THE BLOG

Terrorism Threat Elevates Public Support for Drones

05/28/2013 09:56 am 09:56:02 | Updated Jul 28, 2013
Getty Images

Co-authored by Kerstin Fisk, Jennifer Merolla, Jennifer Ramos, and Elizabeth Zechmeister

This past week the Obama administration released records indicating that, alongside the many civilian casualties from drone strikes by the U.S. government, four U.S. citizens have been killed since 2009 in these counterterrorism operations. In his speech at the National Defense University, President Obama defended these actions, as well as the drone program more broadly, while at the same time recognizing some of the human costs to these strikes. According to Obama, the drone strikes have been effective and legal, though he acknowledged being "haunted" by the innocent civilians who have lost their lives as a result of some of these strikes.

Our own research on this topic (in Democracy at Risk: How Terrorist Threats Affect the Public) suggests that the public is likely to remain supportive of aggressive foreign policy, including drone strikes, in a context in which the Boston marathon bombings and other recent events have increased the salience of terrorism. So long as individuals feel threatened, we find greater support for drone strikes. What is striking about this inclination is its ubiquity and persistence: heightened support for drones under threat conditions is not limited to one partisan identity or another; it spans across contexts of terrorist threat and economic decline; and, it is not muted by simple reminders of democratic values.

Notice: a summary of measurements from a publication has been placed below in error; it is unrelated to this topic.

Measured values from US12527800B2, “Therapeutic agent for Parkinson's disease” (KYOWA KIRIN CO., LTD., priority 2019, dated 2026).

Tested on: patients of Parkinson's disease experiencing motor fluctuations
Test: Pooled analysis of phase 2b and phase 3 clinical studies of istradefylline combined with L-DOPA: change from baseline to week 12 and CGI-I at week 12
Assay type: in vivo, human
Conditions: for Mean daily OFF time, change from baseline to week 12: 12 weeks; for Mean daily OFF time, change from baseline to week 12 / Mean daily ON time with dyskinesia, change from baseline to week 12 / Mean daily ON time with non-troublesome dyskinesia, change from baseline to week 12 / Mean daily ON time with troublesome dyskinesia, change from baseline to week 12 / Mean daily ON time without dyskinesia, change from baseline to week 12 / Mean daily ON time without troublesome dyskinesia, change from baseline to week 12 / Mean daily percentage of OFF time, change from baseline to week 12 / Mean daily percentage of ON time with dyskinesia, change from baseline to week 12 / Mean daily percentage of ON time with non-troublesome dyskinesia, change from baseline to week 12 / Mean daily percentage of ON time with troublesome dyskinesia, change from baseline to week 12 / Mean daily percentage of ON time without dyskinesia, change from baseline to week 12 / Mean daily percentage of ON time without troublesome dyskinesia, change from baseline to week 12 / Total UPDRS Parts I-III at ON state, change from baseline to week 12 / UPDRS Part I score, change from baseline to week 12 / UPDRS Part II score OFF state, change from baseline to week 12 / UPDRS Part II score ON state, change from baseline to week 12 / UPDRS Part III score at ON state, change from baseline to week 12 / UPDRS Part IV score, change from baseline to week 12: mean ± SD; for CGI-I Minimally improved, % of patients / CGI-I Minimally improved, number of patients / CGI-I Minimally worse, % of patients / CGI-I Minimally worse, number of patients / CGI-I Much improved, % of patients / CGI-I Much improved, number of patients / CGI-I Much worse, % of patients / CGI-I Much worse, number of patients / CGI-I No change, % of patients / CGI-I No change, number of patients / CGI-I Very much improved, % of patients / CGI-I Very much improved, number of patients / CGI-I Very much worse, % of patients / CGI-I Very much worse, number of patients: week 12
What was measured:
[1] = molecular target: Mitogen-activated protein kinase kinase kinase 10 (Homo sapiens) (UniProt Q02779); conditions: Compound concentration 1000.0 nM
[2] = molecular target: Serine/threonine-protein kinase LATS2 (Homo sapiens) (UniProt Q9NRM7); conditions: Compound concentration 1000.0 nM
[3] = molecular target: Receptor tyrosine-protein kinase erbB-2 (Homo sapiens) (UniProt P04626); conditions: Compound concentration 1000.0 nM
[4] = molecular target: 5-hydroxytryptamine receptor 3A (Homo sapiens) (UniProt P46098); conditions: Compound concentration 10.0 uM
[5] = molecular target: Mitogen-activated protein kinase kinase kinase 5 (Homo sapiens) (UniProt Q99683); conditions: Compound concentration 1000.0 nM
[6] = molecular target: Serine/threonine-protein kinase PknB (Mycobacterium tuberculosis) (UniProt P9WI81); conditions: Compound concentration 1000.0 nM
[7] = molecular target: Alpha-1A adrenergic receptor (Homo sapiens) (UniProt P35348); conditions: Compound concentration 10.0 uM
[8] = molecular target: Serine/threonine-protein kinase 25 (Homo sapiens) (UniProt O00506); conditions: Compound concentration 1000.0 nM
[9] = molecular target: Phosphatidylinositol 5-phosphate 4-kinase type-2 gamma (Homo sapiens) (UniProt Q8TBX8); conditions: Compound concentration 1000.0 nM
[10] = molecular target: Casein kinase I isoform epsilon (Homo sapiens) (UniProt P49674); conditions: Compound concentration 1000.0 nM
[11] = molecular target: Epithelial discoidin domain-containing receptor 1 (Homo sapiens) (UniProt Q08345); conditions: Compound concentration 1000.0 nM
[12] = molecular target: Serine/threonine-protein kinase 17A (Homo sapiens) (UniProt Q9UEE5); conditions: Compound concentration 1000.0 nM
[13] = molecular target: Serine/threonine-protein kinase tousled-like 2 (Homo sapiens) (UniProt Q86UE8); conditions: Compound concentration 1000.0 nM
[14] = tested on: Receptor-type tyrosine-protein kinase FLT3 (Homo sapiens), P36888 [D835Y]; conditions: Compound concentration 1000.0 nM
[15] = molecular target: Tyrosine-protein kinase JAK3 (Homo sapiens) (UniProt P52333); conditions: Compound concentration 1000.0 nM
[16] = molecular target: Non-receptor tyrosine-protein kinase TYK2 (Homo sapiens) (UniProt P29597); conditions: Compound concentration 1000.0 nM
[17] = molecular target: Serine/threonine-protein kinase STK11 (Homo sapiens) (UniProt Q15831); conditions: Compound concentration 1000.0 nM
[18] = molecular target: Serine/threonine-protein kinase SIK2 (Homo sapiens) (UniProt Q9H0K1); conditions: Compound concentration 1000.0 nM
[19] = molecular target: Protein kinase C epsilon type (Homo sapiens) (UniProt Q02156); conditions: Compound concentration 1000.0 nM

In recent times the number of voices questioning the drone program has increased. Several months ago, Rand Paul led a filibuster against John Brennan's nomination to head the CIA in which he critiqued the administration's use of drones. Last month, Farea al-Muslimi, a Yemeni activist and writer, testified before the Senate Judiciary subcommittee and warned that the strikes do more long term harm than good for U.S. security since they lead to more anti-Americanism abroad. He remarked: "What the violent militants had previously failed to achieve, one drone strike accomplished in an instant. There is now an intense anger against America." Prior to Rand's filibuster or al-Muslimi's testimony, few public figures in the U.S. questioned the use of drone strikes.

This increased criticism has led some to ask whether public opinion for these tactics, and in turn congressional support, will shift. After Rand Paul's filibuster, a Gallup poll showed that 65 percent of the public supported airstrikes in other countries against suspected terrorists; however, a majority did not support the use of such attacks against U.S. citizens who are suspected terrorists.

While there have been increasing voices critical of the use of drones, there has also been another terrorist attack on U.S. soil, which may further bolster support for the program. In the wake of the Boston attacks, a poll from the Pew Research Center shows that 75 percent of Americans say they expect future terror attacks. This represents an 11 percentage point increase over last year and is higher than worries registered in 2003.